Tiger’s Milk grew from humble beginnings into a Muizenberg institution, and has now evolved into an eight-branch operation. Although the new Kloof Street branch doesn’t feature surfboard racks or post-surf showers, their initial motivation to ride surfing culture towards quality food and drink with a festive atmosphere remains evident.

The space, with entrances on both Rheede Street and Kloof Street, has stood empty for some time since Chef Peter Veldsman closed his restaurant ‘Emily’s’. It’s particularly rousing to see the arrival of Tiger’s Milk transform a vacant lot into a vibey space bustling with happy customers. Their outside space is beautifully decorated with strings of festoon lights and carefully selected plants, making it the perfect location for sunny evening drinks in town.

The drinks menu is extensive, including home brewed draughts, a variety of wines from a number of different estates and ciders as well as the usual offering of soft drinks. In addition, the cocktail menu from Tiger’s Milk is sure to attract serious attention! There are unique twists on well-known favourites, such as the Apricot & Bacon Old-Fashioned, and the Thyme & Mango Margarita, which will engage even regular cocktail drinkers.

With such an attractive cocktail list, and a prime location for office workers, Tiger’s Milk was always primed to attract crowds for bites after work and evening drinks. They have worked hard to encourage this by focussing on every detail for atmosphere, including the music. A specialist restaurant music playlist producer has curated the tracks played in the bar. They’re also positioning themselves as the best place to kick off your weekend, with DJ René lined up to play a set each Friday 16h00 – 22h00.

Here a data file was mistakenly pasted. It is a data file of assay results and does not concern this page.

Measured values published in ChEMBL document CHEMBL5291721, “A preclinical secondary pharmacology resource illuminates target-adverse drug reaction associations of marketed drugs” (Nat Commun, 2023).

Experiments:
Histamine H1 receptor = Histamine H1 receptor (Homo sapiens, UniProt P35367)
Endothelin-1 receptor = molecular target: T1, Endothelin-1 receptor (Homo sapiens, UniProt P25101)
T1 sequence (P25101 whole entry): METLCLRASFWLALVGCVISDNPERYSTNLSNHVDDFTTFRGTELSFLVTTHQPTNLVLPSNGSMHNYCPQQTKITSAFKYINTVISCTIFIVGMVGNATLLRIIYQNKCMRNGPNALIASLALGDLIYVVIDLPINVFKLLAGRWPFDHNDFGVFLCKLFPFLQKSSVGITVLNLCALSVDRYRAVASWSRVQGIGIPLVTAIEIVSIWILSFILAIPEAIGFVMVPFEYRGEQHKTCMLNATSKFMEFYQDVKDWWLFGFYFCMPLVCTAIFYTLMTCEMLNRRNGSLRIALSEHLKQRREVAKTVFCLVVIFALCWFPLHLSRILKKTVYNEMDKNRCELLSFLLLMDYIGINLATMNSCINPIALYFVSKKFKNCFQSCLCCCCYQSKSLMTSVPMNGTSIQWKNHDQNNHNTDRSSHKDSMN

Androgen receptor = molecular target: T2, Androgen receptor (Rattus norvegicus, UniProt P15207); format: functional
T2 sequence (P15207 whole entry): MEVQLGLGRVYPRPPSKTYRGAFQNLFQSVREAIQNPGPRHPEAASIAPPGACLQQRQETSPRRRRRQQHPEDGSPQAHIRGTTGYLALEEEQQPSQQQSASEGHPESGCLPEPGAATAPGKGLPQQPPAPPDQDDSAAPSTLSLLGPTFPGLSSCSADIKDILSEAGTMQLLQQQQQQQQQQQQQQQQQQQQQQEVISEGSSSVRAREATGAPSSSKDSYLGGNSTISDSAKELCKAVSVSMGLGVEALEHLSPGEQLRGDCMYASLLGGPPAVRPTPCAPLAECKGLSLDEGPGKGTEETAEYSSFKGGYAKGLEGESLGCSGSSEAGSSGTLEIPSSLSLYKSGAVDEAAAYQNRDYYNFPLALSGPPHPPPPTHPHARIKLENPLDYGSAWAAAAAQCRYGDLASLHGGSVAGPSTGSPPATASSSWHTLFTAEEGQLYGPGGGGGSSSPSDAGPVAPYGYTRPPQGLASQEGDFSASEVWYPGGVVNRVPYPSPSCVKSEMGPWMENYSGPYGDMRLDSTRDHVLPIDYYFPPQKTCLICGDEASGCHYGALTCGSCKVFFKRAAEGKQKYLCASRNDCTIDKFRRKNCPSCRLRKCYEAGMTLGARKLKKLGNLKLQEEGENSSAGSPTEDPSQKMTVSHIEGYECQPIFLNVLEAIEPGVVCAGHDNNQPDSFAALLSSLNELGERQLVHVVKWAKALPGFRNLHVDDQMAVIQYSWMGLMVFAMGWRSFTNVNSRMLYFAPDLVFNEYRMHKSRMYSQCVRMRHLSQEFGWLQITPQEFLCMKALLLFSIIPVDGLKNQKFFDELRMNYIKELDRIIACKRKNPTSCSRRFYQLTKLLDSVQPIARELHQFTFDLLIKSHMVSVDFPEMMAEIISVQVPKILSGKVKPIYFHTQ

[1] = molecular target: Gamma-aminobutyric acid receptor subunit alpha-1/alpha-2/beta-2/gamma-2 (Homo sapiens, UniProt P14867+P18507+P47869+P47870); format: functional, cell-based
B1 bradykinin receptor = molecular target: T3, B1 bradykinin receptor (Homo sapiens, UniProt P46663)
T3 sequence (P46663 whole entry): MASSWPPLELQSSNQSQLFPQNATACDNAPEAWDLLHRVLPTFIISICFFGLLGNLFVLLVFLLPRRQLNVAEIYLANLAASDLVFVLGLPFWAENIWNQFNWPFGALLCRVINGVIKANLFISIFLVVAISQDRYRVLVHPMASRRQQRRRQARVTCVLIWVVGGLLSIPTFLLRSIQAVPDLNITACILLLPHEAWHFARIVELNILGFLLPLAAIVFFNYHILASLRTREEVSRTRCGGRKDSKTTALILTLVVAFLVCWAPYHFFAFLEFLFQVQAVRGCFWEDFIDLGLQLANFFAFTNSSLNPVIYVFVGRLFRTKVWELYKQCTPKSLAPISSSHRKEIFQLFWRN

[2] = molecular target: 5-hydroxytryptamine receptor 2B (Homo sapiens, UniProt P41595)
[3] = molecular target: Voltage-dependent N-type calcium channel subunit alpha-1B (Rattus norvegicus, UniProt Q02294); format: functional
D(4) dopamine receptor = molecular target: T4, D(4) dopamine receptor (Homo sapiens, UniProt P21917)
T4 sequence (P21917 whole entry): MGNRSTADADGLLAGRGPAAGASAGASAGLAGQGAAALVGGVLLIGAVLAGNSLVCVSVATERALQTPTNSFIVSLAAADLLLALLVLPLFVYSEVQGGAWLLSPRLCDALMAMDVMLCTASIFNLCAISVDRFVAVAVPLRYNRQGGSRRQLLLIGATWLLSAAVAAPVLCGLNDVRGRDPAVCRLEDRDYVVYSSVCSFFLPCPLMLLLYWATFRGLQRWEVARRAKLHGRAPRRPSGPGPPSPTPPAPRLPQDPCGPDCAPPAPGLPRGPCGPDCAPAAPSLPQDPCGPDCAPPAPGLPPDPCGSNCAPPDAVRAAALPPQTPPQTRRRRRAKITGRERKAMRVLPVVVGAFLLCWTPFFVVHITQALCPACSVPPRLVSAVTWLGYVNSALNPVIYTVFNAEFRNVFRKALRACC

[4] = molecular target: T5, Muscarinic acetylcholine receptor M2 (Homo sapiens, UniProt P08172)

As spring arrives, Tiger’s Milk with gorgeous outside space might just become your new favourite haunt for food, drinks, and good times. Free Wi-Fi means it’s a convenient spot for everything from a working coffee during the day to date night drinks or dinner, plus everything in between!

 

Address: 55 Kloof Street, Gardens, Cape Town.

Contact: 021 286 2209 / kloofstreet@tigersmilk.co.za

Website: http://tigersmilk.co.za/kloof-street

SEPTEMBER SECURITY REPORT FOR GREEN POINT & ORANJE-KLOOF, CAPE TOWN

There were 15 successful arrests made in September, and a total of 50 criminal and municipal incidents reported in the GP/OKCID area. Our teams are hard at work – 24/7 – to make the city cleaner and safer!

The criminal activity with the highest frequency is theft out of motor vehicles, with 10 incidents reported last month. We urge you to never leave valuables in your car and to park in a well-lit, visible area when possible.

The second most commonly reported incident is motor vehicle accidents, with six reports last month. Keep these three things in mind whenever you are behind the wheel:

● Always drive with your headlights on.
● Drive with more caution when it’s raining.
● Keep a safe following distance at all times.

There were three arrests made for possession of illegal substances. Drug abuse is generally connected to further criminal activity, and so we encourage you to immediately report any suspicious behaviour relating to illegal substances.

If you care about your community and would like to be part of our continued efforts to improve the area, why not become a board member? You can make a real impact and always be abreast of what’s happening nearby. All we need from you is attendance at four board meetings a year. Find out more information here.